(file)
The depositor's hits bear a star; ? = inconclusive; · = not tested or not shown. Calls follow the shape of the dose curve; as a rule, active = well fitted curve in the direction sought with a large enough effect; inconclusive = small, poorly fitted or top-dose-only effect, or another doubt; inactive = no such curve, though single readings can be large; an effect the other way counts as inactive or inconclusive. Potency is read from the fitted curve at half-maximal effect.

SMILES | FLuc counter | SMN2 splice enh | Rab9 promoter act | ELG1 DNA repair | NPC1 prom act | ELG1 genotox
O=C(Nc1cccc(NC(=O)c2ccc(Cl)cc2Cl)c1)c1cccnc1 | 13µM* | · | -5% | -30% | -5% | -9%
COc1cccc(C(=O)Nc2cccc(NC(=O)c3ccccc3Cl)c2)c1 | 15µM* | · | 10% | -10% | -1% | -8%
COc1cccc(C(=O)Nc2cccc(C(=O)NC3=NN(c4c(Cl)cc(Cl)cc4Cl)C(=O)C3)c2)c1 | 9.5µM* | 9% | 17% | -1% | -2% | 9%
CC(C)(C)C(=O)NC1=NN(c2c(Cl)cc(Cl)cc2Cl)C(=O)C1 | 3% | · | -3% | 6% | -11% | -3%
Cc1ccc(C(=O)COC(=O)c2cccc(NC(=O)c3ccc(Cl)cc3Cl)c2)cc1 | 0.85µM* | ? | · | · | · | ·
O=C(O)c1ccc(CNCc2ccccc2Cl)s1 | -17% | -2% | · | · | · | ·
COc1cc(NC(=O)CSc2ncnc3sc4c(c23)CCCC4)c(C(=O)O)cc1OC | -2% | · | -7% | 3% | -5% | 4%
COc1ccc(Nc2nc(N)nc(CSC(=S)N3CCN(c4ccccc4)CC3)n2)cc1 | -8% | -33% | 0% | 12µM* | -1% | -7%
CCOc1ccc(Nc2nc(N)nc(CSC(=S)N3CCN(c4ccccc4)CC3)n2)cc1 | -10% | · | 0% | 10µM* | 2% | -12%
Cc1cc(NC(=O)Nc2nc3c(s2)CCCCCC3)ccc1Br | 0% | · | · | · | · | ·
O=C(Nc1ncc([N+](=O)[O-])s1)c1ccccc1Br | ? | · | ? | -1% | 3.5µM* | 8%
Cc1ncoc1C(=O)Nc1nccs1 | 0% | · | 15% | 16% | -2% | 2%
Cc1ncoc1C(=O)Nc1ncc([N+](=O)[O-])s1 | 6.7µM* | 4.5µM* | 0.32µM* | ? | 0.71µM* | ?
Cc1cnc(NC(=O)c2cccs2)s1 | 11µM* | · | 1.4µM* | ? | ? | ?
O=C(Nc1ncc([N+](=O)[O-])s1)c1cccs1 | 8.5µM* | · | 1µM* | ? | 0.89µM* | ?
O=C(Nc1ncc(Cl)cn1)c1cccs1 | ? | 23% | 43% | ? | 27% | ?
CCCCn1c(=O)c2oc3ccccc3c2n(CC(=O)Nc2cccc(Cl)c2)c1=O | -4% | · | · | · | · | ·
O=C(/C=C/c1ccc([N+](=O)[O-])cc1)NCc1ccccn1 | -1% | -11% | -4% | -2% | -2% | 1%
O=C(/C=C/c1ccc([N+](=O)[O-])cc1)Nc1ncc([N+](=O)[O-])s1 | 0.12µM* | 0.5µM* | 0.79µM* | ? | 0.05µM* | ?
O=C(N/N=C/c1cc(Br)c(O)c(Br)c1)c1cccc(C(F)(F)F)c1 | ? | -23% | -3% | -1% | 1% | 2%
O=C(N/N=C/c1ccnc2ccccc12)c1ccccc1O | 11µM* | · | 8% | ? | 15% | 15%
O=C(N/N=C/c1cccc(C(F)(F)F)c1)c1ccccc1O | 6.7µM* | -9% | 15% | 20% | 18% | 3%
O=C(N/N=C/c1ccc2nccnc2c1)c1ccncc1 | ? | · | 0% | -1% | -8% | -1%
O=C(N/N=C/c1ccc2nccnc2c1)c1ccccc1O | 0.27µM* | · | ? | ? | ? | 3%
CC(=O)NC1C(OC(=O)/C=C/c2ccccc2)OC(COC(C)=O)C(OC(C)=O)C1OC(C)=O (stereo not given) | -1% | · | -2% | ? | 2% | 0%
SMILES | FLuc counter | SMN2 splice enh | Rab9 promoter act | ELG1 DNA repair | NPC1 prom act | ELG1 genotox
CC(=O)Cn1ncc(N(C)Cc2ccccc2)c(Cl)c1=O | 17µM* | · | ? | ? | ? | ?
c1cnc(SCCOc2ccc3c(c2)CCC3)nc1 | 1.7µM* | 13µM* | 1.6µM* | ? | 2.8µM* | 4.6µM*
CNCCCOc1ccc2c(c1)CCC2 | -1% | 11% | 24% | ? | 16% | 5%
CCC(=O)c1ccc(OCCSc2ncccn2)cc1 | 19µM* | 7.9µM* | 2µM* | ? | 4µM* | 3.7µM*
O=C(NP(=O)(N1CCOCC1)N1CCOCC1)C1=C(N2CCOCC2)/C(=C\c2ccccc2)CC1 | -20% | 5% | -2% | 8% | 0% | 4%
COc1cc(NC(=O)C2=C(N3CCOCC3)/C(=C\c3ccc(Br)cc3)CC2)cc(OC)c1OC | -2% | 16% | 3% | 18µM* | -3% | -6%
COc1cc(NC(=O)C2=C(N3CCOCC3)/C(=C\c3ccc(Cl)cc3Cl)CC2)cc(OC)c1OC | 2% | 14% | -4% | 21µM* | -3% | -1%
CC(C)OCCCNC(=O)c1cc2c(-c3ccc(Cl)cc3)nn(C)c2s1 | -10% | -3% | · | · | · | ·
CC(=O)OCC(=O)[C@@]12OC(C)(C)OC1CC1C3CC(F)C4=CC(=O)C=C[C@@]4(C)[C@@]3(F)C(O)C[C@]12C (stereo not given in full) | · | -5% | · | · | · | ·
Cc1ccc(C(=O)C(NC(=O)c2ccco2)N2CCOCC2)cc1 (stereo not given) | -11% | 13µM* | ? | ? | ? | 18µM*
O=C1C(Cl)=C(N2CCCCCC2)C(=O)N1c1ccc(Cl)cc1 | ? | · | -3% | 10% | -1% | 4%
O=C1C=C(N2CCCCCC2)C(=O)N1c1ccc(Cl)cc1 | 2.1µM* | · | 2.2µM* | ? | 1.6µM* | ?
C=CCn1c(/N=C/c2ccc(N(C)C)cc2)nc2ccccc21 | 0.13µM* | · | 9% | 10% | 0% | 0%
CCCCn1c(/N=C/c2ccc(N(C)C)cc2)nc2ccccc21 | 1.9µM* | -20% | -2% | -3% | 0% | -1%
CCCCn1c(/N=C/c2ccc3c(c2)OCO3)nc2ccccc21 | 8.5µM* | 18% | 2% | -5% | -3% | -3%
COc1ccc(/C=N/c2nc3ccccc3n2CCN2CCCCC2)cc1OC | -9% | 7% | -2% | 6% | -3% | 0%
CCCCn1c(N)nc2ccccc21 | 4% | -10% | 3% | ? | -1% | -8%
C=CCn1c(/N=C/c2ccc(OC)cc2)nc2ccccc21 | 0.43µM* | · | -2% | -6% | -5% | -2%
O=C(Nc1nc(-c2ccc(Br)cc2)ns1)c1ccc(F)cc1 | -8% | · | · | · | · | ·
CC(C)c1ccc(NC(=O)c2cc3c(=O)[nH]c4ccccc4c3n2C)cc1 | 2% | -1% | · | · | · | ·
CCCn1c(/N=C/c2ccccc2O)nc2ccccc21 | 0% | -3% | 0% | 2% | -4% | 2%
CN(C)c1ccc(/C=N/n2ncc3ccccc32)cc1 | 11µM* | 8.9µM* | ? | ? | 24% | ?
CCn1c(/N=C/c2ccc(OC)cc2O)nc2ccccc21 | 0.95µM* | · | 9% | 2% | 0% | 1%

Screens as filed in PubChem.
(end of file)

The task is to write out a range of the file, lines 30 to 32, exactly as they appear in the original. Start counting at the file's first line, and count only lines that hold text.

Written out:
c1cnc(SCCOc2ccc3c(c2)CCC3)nc1 | 1.7µM* | 13µM* | 1.6µM* | ? | 2.8µM* | 4.6µM*
CNCCCOc1ccc2c(c1)CCC2 | -1% | 11% | 24% | ? | 16% | 5%
CCC(=O)c1ccc(OCCSc2ncccn2)cc1 | 19µM* | 7.9µM* | 2µM* | ? | 4µM* | 3.7µM*